When I talked to my mom this past weekend, she told me about a very large green butterfly that she had seen recently in northeast Ohio. All that it took for me to identify this insect was to receive an emphatic "yes!" when I asked if it looked like the one on the Lunesta television commercials. In fact, this isn't a butterfly, it is a moth... a Luna Moth (Actias luna), named for its moon-like eye spots.
The photograph above shows a Luna Moth that I saw several years ago in LaPorte County, Indiana. Although they are common, I've only seen a handful of these mysterious-looking moths, so I always consider it a treat when I do get to see them. With a wingspan of approximately 4 1/2 inches, Luna Moths rank amongst the largest moths in North America. They are found thoughout most of the eastern United States and in the southern portion of eastern Canada, usually in forested areas.
Here is another photograph that I took of a Luna Moth, this time through a screen in Arkansas this past spring. Caterpillars of Luna Moths feed on Paper Birch (Betula papyrifera), alder (Alnus spp.), Persimmon (Diospyros virginiana), Sweetgum (Liquidambar styraciflua), hickory (Carya spp.), walnut (Juglans spp.), and sumac (Rhus spp.). Adult Luna Moths, however, don't have fully developed mouths and don't eat. As a result, they only live for about a week, and their sole purpose is to mate and reproduce before they die. Luna Moths have from one to three generations per year, depending on latitude (with more generations further south and fewer further north).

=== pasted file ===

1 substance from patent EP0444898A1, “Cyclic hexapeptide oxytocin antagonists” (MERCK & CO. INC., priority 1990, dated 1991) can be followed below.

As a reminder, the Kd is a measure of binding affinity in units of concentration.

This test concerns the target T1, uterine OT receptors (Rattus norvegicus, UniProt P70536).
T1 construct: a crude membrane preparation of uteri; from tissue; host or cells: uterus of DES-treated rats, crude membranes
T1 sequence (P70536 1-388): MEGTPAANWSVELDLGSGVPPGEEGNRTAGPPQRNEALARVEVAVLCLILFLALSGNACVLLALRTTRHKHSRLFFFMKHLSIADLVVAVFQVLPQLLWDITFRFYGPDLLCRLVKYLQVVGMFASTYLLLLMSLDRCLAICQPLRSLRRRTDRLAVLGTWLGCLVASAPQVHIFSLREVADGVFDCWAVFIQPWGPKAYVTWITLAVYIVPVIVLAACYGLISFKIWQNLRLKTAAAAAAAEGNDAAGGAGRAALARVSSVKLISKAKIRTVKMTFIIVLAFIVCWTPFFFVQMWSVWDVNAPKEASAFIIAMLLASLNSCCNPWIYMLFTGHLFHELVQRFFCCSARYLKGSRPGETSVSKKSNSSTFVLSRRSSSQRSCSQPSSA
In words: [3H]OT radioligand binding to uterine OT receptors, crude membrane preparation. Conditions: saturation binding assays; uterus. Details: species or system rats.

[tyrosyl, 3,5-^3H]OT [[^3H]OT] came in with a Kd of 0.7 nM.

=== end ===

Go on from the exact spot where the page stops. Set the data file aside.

Keep an eye out for these large, lime-green moths from March to September in the southern part of their range and May to July in the northern part of their range.